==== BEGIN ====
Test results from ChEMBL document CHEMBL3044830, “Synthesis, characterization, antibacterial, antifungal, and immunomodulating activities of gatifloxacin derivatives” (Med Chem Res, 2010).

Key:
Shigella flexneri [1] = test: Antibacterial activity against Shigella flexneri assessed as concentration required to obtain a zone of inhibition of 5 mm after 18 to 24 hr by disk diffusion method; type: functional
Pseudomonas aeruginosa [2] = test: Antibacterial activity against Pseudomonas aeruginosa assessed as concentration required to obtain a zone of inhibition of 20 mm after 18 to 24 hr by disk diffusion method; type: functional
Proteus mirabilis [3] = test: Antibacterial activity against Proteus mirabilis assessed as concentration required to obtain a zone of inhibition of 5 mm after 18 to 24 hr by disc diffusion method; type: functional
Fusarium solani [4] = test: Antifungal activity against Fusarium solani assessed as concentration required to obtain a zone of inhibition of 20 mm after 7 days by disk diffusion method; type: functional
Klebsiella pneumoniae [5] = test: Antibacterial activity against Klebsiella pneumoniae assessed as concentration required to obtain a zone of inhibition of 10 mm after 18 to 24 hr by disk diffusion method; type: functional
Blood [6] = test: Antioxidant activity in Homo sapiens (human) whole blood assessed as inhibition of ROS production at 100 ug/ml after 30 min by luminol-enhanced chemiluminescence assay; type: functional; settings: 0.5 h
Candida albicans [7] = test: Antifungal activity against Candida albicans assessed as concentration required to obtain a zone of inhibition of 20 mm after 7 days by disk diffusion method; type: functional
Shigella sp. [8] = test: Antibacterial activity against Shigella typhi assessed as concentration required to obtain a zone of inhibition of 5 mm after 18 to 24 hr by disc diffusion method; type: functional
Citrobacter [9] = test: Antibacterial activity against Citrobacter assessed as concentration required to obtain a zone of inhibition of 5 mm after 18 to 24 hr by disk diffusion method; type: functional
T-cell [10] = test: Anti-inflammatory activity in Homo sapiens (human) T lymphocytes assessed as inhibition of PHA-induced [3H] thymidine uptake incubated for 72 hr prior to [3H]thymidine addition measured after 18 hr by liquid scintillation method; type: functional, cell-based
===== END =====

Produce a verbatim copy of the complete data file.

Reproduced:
Test results from ChEMBL document CHEMBL3044830, “Synthesis, characterization, antibacterial, antifungal, and immunomodulating activities of gatifloxacin derivatives” (Med Chem Res, 2010).

Key:
Shigella flexneri [1] = test: Antibacterial activity against Shigella flexneri assessed as concentration required to obtain a zone of inhibition of 5 mm after 18 to 24 hr by disk diffusion method; type: functional
Pseudomonas aeruginosa [2] = test: Antibacterial activity against Pseudomonas aeruginosa assessed as concentration required to obtain a zone of inhibition of 20 mm after 18 to 24 hr by disk diffusion method; type: functional
Proteus mirabilis [3] = test: Antibacterial activity against Proteus mirabilis assessed as concentration required to obtain a zone of inhibition of 5 mm after 18 to 24 hr by disc diffusion method; type: functional
Fusarium solani [4] = test: Antifungal activity against Fusarium solani assessed as concentration required to obtain a zone of inhibition of 20 mm after 7 days by disk diffusion method; type: functional
Klebsiella pneumoniae [5] = test: Antibacterial activity against Klebsiella pneumoniae assessed as concentration required to obtain a zone of inhibition of 10 mm after 18 to 24 hr by disk diffusion method; type: functional
Blood [6] = test: Antioxidant activity in Homo sapiens (human) whole blood assessed as inhibition of ROS production at 100 ug/ml after 30 min by luminol-enhanced chemiluminescence assay; type: functional; settings: 0.5 h
Candida albicans [7] = test: Antifungal activity against Candida albicans assessed as concentration required to obtain a zone of inhibition of 20 mm after 7 days by disk diffusion method; type: functional
Shigella sp. [8] = test: Antibacterial activity against Shigella typhi assessed as concentration required to obtain a zone of inhibition of 5 mm after 18 to 24 hr by disc diffusion method; type: functional
Citrobacter [9] = test: Antibacterial activity against Citrobacter assessed as concentration required to obtain a zone of inhibition of 5 mm after 18 to 24 hr by disk diffusion method; type: functional
T-cell [10] = test: Anti-inflammatory activity in Homo sapiens (human) T lymphocytes assessed as inhibition of PHA-induced [3H] thymidine uptake incubated for 72 hr prior to [3H]thymidine addition measured after 18 hr by liquid scintillation method; type: functional, cell-based